Tails can be built in a virtual machine that is managed using Vagrant and vagrant-libvirt. Here lies more details on how Tails uses Vagrant, its configuration, and how to create and upload the template virtual machine.


Vagrant support files are located in the vagrant directory at the root of the amnesia.git repository.

This directory contains:

  • Vagrantfile: configuration file for Vagrant,
  • provision/setup-tails-builder: idempotent provisioning script that is run inside the virtual machine upon boot,
  • provision/assets/build-tails: build script to be run inside the virtual machine,
  • to build the base box:
    • definitions/tails-builder/generate-tails-builder-box.sh: Script that generates the base box.
    • definitions/tails-builder/postinstall.sh: Script that is run inside the base box before finalizing it, e.g. for installing the packages we need.
    • vagrant/lib/tails_build_settings.rb defines the basebox properties (memory, Debian version, architecture, ...) and the basebox name.

We choose to use the Shell provisioner, as long as we make this script reentrant it will lower the learning curve for contributors not familiar with Puppet or Chef.

The Tails Vagrantfile is configured to share the local clone of the Tails repository inside the running basebox through a 9pfs mount.

Automated basebox creation

While implementing reproducible builds of Tails, we choose to automate the basebox creation. Rather than downloading a big binary, everyone building Tails for the first time will start by generating the approriate basebox if it's not already available locally.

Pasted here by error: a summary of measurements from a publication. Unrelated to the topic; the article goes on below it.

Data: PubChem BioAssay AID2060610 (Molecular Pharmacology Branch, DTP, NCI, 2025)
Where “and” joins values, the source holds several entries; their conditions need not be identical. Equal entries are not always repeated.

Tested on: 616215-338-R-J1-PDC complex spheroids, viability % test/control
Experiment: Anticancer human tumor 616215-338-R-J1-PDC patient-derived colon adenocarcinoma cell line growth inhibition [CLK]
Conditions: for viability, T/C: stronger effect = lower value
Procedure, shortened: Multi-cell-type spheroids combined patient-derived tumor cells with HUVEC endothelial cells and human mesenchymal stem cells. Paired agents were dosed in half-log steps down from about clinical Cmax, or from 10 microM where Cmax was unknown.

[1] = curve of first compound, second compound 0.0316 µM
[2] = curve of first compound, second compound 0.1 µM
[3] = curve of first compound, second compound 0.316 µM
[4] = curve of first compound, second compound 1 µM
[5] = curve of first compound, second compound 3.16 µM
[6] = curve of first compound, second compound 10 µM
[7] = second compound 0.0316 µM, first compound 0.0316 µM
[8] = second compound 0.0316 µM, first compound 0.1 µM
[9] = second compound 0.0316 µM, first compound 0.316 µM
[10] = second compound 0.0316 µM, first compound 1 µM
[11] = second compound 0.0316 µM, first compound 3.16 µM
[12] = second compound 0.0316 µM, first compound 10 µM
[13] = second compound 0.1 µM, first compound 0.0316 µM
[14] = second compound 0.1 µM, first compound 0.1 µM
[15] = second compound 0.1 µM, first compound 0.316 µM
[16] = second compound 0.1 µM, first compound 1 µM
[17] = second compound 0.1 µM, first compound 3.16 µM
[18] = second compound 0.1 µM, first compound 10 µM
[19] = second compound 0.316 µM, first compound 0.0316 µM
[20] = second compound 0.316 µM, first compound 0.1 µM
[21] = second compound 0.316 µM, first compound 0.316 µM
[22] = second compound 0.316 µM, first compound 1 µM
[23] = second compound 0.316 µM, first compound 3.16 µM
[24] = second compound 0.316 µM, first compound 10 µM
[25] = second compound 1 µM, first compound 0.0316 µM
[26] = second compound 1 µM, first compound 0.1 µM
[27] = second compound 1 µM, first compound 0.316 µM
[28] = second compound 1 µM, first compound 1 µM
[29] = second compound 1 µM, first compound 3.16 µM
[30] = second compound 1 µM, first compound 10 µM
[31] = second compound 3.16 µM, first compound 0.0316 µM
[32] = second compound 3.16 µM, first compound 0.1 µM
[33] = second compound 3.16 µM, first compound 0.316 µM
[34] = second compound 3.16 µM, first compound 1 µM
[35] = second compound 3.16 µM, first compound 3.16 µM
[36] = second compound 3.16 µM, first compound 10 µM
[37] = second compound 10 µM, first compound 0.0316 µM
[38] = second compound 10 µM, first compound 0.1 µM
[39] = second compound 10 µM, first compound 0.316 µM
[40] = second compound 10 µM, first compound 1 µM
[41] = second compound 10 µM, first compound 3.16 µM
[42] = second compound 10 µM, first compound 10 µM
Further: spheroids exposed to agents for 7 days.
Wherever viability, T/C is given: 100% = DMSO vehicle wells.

To ensure that the baseboxes are identical enough, we defined a mechanism for its generation:

To freeze the build environment, we use APT snapshots in the same way we do in the Tails build system, by storing the serials for the various APT repositories in vagrant/definitions/tails-builder/config/APT snapshots.d/.

Only the debian-security APT source uses Debian's APT repository, so that we get security fixes. This will probably not influence the reproducibility of the ISO. This is done in the Vagrant provisioning script.

To ensure that changes in the Vagrant build system are still taken into account when using a basebox, we dynamically set the name of the basebox by including the short ID of the last commit in the vagrant directory in the related branch, as well as its date, in the name of the basebox. That's done with vagrant/lib/tails build settings.rb as explained above.

We update the basebox APT snapshots serials at every Tails release.

A new VM is created from the basebox for each build. After the build, the VM is destroyed (#11980 and #11981).

The keeprunning build option can be used so that the VM is kept running and reused for subsequent builds of the same branch.

The VM encodes (in /var/lib/vagrant_box_build_from) the branch for which it has been started for. The ISO build aborts if the branch being built is not the same as the one that is encoded in this file. This prevents the reuse of a running VM to build another branch than the one it has been started for initially.

To ensure that the apt-cacher-ng cache is not lost when the VM is destroyed, it is stored in a dedicated virtual disk, and plugged into every new build VM.


All these features and the basic ones are used by our Jenkins ISO builders. See here for specifics.